Psychoanalysis, pioneered and popularized by such philosophers/psychoanalysts rests upon the idea that uncovering and making conscious buried complexes and memories is a therapeutic process. The relocation of a complex or neurosis from the unconscious to the conscious easily equates to the principles inherent in right meditation and right understanding. One might recall that on Jung's deathbed, he was reading a translation of Hsu Yun's dharma discourses and was reputedly very excited by the succinct and direct methods of Chan's practice in working with the unconscious.

Buddhism & Psychotherapy Principles:

Gestalt Therapy is an approach created by Fritz Perls, based heavily on existentialist philosophy and significantly, Zen Buddhism (among other influences). In Gestalt, the premise is we must work with the whole person, the "gestalt" in German, which echoes the wisdom of Right Understanding. Its techniques encourage Right Mindfulness, and the focus on the immediate, phenomenological and experiential reality of the here and now, in the physical, emotional and mental realms.

David Brazier in his book Zen Therapy makes a thoughtful comparison of some principal Buddhist concepts and person-centered (Rogerian) Therapy. Developed by Carl Rogers, this therapeutic approach includes virtually all effective therapy, either in principle or technique. In basic terms, its goal is to provide the patient a safe place, an environment where he or she may express their problems. The therapist does not direct the process, but works on the assumption the patient has the resources to deal with their own "cure" and self-growth, provided the environment is supportive of them. Like the Buddha, this non-authoritative approach suggests the patient can be "a light upto themselves". Although the therapist may do little more than provide active and empathic listening, and reflect and validate the thoughts and emotions of the struggling patient, they nonetheless, provide three crucial components for change to occur; unconditional positive regard, empathy and congruence (or genuiness). These are the elements that are considered essential to create an environment where the individual can grow, learn and evolve.

This is of particular interest to the Buddhist student who is taught that all suffering stems from the three "bitter roots" or "poisons" of greed, hatred and delusion. Brazier demonstrates how, from a therapeutic perspective, Person-Centered Therapy counters each of these "poisons"; empathy is the "antidote" to hate, unconditional positive regard provides a model of acceptance of self and other which counters the grasping, needy nature of greed, and congruence (genuineness) is the opposite of delusion. Delusion itself, as Brazier suggests, could just as well be translated as "incongruence", the separation of self and mind from what is real and what is present.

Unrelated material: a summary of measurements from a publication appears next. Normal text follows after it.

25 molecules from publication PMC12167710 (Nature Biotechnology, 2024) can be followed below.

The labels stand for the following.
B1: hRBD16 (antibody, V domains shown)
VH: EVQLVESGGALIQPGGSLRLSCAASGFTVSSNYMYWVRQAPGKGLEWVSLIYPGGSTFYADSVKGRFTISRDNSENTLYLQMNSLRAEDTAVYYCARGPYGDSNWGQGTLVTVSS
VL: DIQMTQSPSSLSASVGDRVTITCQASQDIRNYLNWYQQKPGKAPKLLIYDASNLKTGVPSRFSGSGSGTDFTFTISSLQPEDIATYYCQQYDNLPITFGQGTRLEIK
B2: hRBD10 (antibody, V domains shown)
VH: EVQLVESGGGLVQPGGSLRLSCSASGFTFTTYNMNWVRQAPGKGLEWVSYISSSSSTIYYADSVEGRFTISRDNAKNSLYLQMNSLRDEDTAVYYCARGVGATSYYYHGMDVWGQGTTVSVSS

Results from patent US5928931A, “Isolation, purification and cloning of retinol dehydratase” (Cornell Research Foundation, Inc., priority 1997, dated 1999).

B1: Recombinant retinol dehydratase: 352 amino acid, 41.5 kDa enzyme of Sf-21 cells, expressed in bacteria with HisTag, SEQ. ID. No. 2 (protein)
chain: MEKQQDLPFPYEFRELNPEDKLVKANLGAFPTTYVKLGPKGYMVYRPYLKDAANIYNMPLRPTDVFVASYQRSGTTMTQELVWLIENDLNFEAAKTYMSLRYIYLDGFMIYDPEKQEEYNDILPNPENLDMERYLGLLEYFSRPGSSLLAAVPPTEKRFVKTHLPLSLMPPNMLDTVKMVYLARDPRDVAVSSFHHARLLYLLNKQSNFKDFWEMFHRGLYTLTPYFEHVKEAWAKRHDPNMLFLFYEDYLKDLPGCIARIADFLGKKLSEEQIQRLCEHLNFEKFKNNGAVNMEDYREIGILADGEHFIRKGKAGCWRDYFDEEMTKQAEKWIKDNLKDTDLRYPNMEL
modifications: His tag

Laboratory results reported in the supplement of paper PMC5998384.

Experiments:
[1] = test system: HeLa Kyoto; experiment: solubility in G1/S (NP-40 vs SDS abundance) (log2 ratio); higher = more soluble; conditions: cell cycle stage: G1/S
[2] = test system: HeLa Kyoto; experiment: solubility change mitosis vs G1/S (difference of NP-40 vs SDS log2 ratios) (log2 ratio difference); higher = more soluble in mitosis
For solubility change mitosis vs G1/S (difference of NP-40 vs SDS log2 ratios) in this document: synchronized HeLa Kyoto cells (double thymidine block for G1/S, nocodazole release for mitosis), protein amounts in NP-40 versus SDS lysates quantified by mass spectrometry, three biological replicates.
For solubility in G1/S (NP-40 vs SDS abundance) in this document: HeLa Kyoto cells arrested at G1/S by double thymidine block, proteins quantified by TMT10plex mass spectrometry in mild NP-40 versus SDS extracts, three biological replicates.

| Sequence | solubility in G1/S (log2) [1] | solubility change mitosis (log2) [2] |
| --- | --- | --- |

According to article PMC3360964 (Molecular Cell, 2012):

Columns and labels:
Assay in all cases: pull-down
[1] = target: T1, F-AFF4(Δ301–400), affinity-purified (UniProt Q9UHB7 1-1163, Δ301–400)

Conclusion:

Buddha is a symbol of unique psychotherapist. His therapeutic methods helped millions of people throughout the centuries. Today the Western world has realized the psychological essence of Buddhism. Many Psychotherapeutic systems in the West are derived from Buddha's teaching. Buddha showed empathy and non-judgmental acceptance to everyone who came to him. He helped people to gain insight and helped in growth promotion while eliminating troubling and painful emotions. His therapeutic methods are exceptional and can be applied for all times.

Prince Gautama gave his entire life in understanding and then propagating his philosophy. People have devoted their entire lives in studying and understanding his philosophy. Being a student of modern psychiatry, I do not claim to be an expert in Buddhist philosophy and/or religion. This essay is just an expression of what little I have understood on His philosophy and an opportunity to offer my deep tribute to one of the greatest psychotherapists the world has ever produced!

References:

* Chatterjee S, Datta D. An Introduction to Indian Philosophy. 8th ed. Calcutta: Calcutta University Press; 1980. The Buddha philosophy.
* Goleman D, editor. Healing Emotions: Conversations with the Dalai Lama on Mindfulness, Emotions, and Health. Boston: Shambhala Publications; 1997.
* Goleman D. Destructive Emotions: A Scientific Dialogue with the Dalai Lama. NY: Bantam Dell; 2004.
* Rhys Davids CA. Buddhist Manual of Psychological Ethics. Whitefish, MT: Kessinger Publishing; 2003.
* Suzuki DT, Jung CG. An Introduction to Zen Buddhism. Vol. 1991. NY: Grove Press; 1948.
* Thera N. The Heart of Buddhist Meditation: A Handbook of Mental Training based on the Buddha's Way of Mindfulness. York Beach, ME: Samuel Weiser; 1996.
* Watts Alan W. Psychotherapy East and West. NY: Random House; 1975.
 


Amit Kumar Srivastava
Assistant Professor
Shri Ram Murti Smarak College of Engineering & Technology
Nanital Road, Bareilly, U.P.

Akansha Abhi Srivastava
Assistant Professor
Bansal Institute of Engineering & Technology
Sitapur Road, Lucknow, U.P.
 

Source: E-mail August 4, 2016